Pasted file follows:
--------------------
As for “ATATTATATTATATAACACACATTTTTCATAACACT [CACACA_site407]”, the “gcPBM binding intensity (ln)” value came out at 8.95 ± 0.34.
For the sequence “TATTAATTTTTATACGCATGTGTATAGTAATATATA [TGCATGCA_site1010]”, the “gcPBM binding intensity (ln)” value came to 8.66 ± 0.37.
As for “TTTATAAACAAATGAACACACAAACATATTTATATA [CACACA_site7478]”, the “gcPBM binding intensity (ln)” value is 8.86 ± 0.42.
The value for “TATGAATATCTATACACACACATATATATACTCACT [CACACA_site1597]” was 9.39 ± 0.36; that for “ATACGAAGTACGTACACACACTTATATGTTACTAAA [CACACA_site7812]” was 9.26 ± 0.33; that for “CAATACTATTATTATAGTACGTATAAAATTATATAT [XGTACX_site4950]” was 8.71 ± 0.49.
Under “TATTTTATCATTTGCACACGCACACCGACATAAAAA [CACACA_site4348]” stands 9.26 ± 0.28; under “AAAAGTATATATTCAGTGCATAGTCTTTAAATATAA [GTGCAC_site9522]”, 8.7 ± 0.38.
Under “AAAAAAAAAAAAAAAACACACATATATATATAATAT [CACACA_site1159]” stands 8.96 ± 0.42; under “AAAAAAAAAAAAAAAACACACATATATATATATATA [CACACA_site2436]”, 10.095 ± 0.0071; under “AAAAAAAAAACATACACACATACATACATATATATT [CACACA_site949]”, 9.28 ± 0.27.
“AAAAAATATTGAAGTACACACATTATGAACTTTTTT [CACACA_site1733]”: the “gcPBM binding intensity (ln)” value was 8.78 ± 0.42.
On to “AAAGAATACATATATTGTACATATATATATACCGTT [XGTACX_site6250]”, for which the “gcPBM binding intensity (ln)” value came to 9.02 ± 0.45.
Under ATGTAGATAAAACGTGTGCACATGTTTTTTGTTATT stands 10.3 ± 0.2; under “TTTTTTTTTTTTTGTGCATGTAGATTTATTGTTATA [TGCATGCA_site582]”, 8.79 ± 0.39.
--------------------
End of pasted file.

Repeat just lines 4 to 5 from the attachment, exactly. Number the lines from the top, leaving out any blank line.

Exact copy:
The value for “TATGAATATCTATACACACACATATATATACTCACT [CACACA_site1597]” was 9.39 ± 0.36; that for “ATACGAAGTACGTACACACACTTATATGTTACTAAA [CACACA_site7812]” was 9.26 ± 0.33; that for “CAATACTATTATTATAGTACGTATAAAATTATATAT [XGTACX_site4950]” was 8.71 ± 0.49.
Under “TATTTTATCATTTGCACACGCACACCGACATAAAAA [CACACA_site4348]” stands 9.26 ± 0.28; under “AAAAGTATATATTCAGTGCATAGTCTTTAAATATAA [GTGCAC_site9522]”, 8.7 ± 0.38.